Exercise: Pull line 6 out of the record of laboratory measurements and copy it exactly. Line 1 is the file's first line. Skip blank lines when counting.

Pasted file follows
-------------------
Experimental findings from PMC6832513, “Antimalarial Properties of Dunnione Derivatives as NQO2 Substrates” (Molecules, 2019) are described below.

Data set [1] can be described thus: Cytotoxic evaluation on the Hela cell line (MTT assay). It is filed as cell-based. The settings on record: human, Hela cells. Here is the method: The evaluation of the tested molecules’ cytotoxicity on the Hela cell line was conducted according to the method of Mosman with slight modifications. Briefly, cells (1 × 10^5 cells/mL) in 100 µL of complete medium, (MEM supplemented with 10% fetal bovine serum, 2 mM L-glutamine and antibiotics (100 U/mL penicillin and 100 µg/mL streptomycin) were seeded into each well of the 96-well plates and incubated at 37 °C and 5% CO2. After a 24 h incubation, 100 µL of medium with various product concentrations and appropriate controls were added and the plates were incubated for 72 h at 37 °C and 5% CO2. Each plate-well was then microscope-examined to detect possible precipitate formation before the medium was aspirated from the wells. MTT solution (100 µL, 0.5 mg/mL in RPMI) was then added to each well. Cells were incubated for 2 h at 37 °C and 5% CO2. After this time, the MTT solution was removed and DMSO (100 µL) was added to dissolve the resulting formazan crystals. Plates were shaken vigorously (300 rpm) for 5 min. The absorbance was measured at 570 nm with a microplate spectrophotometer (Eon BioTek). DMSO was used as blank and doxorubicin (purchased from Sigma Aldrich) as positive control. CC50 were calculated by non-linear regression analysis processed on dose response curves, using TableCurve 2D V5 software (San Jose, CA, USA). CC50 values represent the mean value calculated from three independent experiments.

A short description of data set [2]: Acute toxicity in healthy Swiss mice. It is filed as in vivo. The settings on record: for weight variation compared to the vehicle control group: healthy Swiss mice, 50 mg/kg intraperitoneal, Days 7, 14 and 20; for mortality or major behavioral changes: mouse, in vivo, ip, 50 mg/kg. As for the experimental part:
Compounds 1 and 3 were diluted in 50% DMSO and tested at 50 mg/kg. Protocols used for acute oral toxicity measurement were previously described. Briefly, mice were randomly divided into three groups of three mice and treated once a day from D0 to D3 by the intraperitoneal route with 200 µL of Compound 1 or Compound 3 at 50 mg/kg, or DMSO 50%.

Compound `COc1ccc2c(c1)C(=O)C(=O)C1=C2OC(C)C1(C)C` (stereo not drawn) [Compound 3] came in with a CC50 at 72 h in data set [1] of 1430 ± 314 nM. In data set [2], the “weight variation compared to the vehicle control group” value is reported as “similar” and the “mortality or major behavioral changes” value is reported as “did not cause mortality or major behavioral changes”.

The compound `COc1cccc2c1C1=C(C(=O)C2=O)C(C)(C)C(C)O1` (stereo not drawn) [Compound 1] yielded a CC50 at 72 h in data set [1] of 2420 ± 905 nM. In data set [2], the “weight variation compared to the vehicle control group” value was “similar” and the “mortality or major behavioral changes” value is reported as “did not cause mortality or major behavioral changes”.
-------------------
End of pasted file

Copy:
The compound `COc1cccc2c1C1=C(C(=O)C2=O)C(C)(C)C(C)O1` (stereo not drawn) [Compound 1] yielded a CC50 at 72 h in data set [1] of 2420 ± 905 nM. In data set [2], the “weight variation compared to the vehicle control group” value was “similar” and the “mortality or major behavioral changes” value is reported as “did not cause mortality or major behavioral changes”.